Dr. Craig: Yes, exactly.

Kevin Harris: And this time you went to your power point with these points which was very interesting and enlightening, it was from his published work. But I'm thinking, “he hasn't said anything about this;” so you had to get this in real quick, Bill, and then offer a little bit of a rebuttal at the end, I guess.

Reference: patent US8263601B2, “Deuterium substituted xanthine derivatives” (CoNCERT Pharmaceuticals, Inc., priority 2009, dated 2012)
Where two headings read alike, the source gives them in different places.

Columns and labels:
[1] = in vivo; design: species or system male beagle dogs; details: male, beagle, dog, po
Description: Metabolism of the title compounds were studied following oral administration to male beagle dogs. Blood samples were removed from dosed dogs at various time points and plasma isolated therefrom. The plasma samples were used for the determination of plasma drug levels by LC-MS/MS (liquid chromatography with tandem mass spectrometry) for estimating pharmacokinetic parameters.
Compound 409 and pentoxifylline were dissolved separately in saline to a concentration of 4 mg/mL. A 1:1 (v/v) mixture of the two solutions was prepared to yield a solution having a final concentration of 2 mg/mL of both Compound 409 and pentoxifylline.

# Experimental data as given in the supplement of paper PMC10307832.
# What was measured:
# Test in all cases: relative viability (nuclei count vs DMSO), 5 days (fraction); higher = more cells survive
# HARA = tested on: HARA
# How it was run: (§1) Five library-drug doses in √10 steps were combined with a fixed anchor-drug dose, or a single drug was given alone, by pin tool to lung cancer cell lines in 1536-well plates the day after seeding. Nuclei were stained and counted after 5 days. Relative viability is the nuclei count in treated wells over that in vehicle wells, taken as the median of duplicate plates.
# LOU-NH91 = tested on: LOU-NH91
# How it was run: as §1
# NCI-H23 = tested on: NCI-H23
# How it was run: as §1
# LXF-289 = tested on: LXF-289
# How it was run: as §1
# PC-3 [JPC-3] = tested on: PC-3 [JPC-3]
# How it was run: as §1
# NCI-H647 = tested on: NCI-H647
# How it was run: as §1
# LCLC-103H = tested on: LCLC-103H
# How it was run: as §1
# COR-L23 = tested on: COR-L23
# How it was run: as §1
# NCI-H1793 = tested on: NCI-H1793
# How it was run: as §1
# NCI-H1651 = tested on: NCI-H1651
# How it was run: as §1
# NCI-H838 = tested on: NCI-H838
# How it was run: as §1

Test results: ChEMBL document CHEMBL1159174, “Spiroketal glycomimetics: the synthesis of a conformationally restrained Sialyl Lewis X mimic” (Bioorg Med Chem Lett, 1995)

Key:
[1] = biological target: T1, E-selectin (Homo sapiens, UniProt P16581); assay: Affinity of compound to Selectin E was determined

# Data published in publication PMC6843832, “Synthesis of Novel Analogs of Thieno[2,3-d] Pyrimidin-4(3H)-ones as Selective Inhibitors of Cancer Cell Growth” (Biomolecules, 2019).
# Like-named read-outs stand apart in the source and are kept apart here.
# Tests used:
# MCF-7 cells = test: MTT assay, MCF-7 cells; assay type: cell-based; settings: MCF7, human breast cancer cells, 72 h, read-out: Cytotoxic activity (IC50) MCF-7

Dr. Craig: Yes, that's right, Kevin. I knew that it would take me seven and a half minutes to present this critique of naturalism – I had timed it out previously. And that left me with three and a half minutes, then, to go back over the arguments that he had offered or the objections that he had offered to my eight points. So that meant that I had roughly thirty seconds per point to respond to his criticisms in my second speech. And so that's what I did, was just offer very brief rejoinders to his points in my second speech and then fortunately, I think, in my third speech I was able to return to those at greater length, and he didn't ever respond to my critique of epistemological or metaphysical naturalism, except to almost deny it. He kind of walked away from it or backed away from it. He said, “I'm not saying that these bizarre conclusions that you mentioned follow from atheism. I'm saying they follow from my scientism.” And that gave me a chance in my third speech to say, no, look, these conclusions follow from your metaphysical naturalism, not from your epistemological naturalism, and your metaphysical naturalism does follow from atheism. Given atheism I think metaphysical naturalism would be true, and then these absurd results follow. But my argument was you can be an epistemological naturalist and still be a theist. So these aren't the consequences of epistemological naturalism, they are the consequences of metaphysical naturalism, which follows from his atheism. And I was so glad that in the third speech I could show the relevance of what I had done in the second speech.